GroundUp
3 minute read
23 Jun 2021
5:26 pm

Registering elderly rural people’s vaccines online doomed to fail, says doctor

GroundUp

Eastern Cape doctor Ongama Ntloko is also worried that infections may spike when schools close and people return to their rural homes.

Elderly South Africans receive the Covid-19 vaccine at the Munsieville Centre for the Aged, 17 May 2021, as part of phase 2 of the vaccine campaign. Picture: Michel Bega

Government’s vaccine registration system cannot work in rural areas, says Dr Ongama Ntloko, a general health practitioner in the Eastern Cape town of Butterworth.

He says the health department needs to do away with online registration when it comes to rural elderly citizens.

“People take a bus at around 6am and arrive in town at about 10 to 11am and the bus leaves at 1pm. Under these circumstances they will never be able to manage the logistics of this appointment system.”

Ntloko wants the health department to take vaccines to people living in rural areas.

He also says more needs to be done to educate rural people about vaccination, especially because there have been conspiracy theories about vaccines circulating.

Ntloko’s strategy to deal with vaccine hesitancy is to give the example of someone who has been bitten by a dog.

“When you go to a clinic after you have been bitten by a dog you don’t say no to those anti-rabies vaccines. We have to explain that vaccination is not something new, although the Covid-19 vaccine is new,” he said.

While the third wave has not struck the rural Eastern Cape yet, Ntloko worries that it’s a matter of time.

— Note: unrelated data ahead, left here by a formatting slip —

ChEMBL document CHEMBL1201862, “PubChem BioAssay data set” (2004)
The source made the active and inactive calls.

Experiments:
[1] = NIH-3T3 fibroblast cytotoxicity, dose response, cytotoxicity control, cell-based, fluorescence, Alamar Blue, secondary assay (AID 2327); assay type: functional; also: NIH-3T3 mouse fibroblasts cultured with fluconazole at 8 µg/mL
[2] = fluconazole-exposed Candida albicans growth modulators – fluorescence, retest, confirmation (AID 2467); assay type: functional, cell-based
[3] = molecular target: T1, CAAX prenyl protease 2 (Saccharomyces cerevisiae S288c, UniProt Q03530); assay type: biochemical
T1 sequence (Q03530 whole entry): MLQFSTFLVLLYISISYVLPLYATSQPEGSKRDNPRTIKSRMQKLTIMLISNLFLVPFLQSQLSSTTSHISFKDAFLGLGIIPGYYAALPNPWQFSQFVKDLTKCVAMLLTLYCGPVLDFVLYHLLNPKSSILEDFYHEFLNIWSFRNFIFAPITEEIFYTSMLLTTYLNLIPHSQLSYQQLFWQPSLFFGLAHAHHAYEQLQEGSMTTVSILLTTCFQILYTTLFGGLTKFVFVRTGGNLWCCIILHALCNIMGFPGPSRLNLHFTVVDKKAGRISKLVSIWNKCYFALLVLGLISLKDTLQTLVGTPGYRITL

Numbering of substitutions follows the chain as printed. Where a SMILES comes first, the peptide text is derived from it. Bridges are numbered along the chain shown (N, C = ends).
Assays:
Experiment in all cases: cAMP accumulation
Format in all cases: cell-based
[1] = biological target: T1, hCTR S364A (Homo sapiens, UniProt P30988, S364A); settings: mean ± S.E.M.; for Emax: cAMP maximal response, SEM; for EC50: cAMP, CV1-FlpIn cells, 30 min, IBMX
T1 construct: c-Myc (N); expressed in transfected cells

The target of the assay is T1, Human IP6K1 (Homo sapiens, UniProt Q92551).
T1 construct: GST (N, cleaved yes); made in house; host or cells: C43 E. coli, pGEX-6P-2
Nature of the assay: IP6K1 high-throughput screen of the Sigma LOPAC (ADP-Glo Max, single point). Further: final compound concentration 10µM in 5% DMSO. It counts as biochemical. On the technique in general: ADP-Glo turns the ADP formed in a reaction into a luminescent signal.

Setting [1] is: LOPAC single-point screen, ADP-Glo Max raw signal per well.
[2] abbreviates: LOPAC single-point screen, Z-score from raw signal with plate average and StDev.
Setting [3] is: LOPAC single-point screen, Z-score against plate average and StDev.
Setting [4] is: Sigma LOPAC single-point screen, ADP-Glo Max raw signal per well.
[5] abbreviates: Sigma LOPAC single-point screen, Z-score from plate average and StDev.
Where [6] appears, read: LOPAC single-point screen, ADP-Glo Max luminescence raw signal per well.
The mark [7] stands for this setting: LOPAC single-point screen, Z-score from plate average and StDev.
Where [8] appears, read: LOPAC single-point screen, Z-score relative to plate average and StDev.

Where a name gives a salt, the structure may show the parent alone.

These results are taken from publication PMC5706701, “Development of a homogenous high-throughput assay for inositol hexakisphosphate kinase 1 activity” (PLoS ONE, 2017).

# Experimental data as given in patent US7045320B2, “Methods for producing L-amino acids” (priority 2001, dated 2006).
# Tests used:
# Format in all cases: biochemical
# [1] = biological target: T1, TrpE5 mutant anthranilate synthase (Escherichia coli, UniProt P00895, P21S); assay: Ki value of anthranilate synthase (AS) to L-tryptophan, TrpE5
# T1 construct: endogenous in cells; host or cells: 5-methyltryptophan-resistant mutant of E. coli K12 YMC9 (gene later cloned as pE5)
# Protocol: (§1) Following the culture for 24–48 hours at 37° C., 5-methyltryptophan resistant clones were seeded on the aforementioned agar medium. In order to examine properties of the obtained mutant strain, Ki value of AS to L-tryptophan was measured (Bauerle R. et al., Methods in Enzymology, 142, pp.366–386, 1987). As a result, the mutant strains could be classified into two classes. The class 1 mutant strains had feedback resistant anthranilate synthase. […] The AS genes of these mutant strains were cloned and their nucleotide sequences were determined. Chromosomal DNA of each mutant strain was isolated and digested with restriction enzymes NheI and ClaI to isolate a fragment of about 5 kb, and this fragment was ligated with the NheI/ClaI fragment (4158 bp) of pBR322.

In particular he is worried that infections may spike when schools close and people return to their rural homes.

“Many rural people work in provinces such as the Western Cape and Gauteng. When they come home they often hold traditional ceremonies and that results in widespread Covid-19 infections.

“We experienced a rapid increase of rural infections during the first wave after the government permitted inter-provincial travels without acquiring travel permits,” said Ntloko.

“We saw the same trend after the end of the schooling season which was immediately followed by the start of the festive season.”

The Eastern Cape experienced the highest death tolls relative to population size in the previous two Covid-19 waves. There have been over 34,000 excess deaths in the Eastern Cape since May 2020.

That’s more than one in every 200 people in the province.

Ntloko is worried about misinformation. He is concerned that many people who are sick stay at home and take herbal medicines instead of going to hospital.

“This is due to misinformation: people have associated hospitalisation for Covid-19 with death.

“We have treated a lot of patients who have suffered as a result of herbal intoxication because some people are taking everything they heard could reduce Covid-19 infections, but some of these things got them sick instead of being sick from Covid.”

Ntloko also criticised the government decision to permit initiation schools, saying that it caved to pressure.

“That decision was problematic. When you are dealing with a pandemic it’s like being at war.

“There are certain things that you cannot do. You have not stopped them, but you’ve suspended them.

“I hope that there will be adherence to Covid-19 protocols and that families will not allow huge gatherings.”

This article was republished with permission from GroundUp. Read the original article here.